LIGHTNING 3, PANTHERS 2: A bout and three late goals carry Tampa Bay to consecutive wins.
By JOANNE KORTH, Times Staff Writer
© St. Petersburg Times, published March 3, 2002
TAMPA -- The Lightning has few healthy bodies, little experience and no reason to think it should be winning.
But it has fight.
Sparked by defenseman Cory Sarich's fists, Tampa Bay scored three times in the third period for a 3-2 victory against Florida before an announced 16,684 Saturday at the Ice Palace.
It was the first time this season the Lightning won after trailing at the end of the second period. In three games since the Olympic break, Tampa Bay has earned five of a possible six points.
"It's funny how, when you lose some of your main guys, your team decides to to come together and play within the team concept," coach John Tortorella said. "They worked hard and they were rewarded for their hard work."
Defenseman Dan Boyle assisted on the tying goal and scored the winner against his former team. Brad Richards had a goal and assist and rookie Jimmie Olvestad scored.
Nikolai Khabibulin had 24 saves.
Florida got goals from Marcus Nilson in the first period and Pavel Bure in the second and Tampa Bay trailed 2-0 well into the third period, stonewalled by goaltender Roberto Luongo. Turned away time after time by Luongo's acrobatic saves, the Lightning had every reason to be dejected. That was when Sarich pumped new life into the team.
With his fists.
Angered by what he perceived to be a dirty hit from Byron Ritchie, Sarich chased the Panthers defenseman to center ice, where they dropped gloves. Sarich got in two solid rights, bloodying Ritchie's nose, and was assessed 17 minutes in penalties: An instigating minor, a fighting major and a 10-minute game misconduct.
Inspired, the Lightning took control.
"He fought really well and got the crowd going," Richards said. "On the bench, it lifted everybody up to another level."
After killing Sarich's two-minute penalty, Tampa Bay scored twice in 1:45 to tie it. Richards, who scored twice in Friday's 4-2 win against San Jose, converted on the power play, beating Luongo with a sharp-angle shot 8:40 into the period after Pavel Kubina's slapper bounced hard off the boards.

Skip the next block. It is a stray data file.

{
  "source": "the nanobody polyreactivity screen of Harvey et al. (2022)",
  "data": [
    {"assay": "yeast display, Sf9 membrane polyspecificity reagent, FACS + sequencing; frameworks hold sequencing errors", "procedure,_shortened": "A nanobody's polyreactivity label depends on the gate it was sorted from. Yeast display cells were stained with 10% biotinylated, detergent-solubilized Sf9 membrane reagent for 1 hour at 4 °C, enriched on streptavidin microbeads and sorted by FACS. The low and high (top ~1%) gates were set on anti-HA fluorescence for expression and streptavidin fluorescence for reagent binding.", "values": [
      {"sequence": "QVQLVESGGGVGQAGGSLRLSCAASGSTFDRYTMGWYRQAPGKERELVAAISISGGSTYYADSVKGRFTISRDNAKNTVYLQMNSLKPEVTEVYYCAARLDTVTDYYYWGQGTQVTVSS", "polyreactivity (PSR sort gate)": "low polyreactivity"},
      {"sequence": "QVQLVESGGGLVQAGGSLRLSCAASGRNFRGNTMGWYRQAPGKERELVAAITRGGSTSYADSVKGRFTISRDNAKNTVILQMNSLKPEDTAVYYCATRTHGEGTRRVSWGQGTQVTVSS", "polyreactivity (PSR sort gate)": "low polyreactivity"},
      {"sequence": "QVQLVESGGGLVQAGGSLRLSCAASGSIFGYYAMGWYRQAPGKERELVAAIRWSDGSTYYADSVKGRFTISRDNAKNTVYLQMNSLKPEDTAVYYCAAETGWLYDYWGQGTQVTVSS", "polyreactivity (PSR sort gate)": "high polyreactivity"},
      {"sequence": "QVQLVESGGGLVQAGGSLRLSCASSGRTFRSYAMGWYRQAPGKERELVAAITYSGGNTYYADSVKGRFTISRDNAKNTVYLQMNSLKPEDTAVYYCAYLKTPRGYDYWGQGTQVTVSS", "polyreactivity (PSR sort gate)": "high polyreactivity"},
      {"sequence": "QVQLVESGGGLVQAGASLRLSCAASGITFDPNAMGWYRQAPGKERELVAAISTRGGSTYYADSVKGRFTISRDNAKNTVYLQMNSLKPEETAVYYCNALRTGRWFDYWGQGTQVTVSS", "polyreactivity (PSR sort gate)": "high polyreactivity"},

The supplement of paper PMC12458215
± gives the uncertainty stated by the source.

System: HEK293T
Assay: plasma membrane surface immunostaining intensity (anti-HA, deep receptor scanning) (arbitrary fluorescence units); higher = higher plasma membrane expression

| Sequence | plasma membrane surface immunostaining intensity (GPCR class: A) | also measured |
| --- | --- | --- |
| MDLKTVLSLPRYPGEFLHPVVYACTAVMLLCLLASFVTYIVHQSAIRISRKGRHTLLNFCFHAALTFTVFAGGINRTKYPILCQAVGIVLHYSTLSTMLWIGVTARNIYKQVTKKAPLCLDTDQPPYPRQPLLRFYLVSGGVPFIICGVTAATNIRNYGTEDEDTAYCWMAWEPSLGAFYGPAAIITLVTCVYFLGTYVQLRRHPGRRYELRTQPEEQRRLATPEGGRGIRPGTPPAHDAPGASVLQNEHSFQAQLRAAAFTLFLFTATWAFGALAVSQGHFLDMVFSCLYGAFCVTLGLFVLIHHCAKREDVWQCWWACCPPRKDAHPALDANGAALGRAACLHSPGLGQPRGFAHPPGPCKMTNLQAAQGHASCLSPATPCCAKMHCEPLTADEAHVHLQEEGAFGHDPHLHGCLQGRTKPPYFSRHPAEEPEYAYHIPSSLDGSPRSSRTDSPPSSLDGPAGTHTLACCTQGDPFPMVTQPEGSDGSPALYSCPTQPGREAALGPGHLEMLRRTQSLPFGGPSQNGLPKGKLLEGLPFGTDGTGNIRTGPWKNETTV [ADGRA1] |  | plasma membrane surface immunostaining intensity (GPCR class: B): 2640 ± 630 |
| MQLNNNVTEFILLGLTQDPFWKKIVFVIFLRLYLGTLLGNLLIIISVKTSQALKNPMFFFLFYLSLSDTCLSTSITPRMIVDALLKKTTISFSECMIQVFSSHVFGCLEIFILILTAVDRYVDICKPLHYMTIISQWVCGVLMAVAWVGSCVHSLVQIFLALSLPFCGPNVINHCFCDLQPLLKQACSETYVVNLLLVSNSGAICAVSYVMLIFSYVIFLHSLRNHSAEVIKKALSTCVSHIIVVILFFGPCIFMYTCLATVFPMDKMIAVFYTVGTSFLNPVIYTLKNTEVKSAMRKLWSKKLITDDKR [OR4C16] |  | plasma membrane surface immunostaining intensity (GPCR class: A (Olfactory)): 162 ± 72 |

Luongo made the save on Boyle's close-range shot, but Olvestad chipped the loose puck in at 10:25 for his third goal of the season.
Boyle's winner was sweet revenge.
"It felt great to score that goal," said Boyle, traded in January because he did not fit into newly hired coach Mike Keenan's system. "The last several months there were tough. I didn't agree with a lot of things that happened, so it made that goal feel that much better."
Keenan was disappointed Ritchie accepted Sarich's challenge, and that Ritchie's teammates did not respond by getting physical.
"I guess we don't care about each other enough," he said. "We don't have that feel for each other. A guys gets his nose busted in a fight and nobody does anything about it."
It was the first time in three tries this season Florida beat Luongo, who allowed one goal and had 65 saves in two previous meetings. Luongo, who made a franchise-record 57 saves in Wednesday's overtime loss to Detroit, had 28 against the Lightning.
"We finally solved Luongo," Tortorella said. "He plays well against us."
For the second night in a row, injury-riddled Tampa Bay played with a makeshift lineup. It got quality play from six minor-leaguers and veteran Grant Ledyard, who split time playing defense, wing and center.
Though fortuitous in the short term, Sarich's fisticuffs could carry a price. The game misconduct penalty was his third this season, which carries an automatic two-game suspension.
The Lightning will appeal. It can't hurt, the way this team is overcoming odds these days.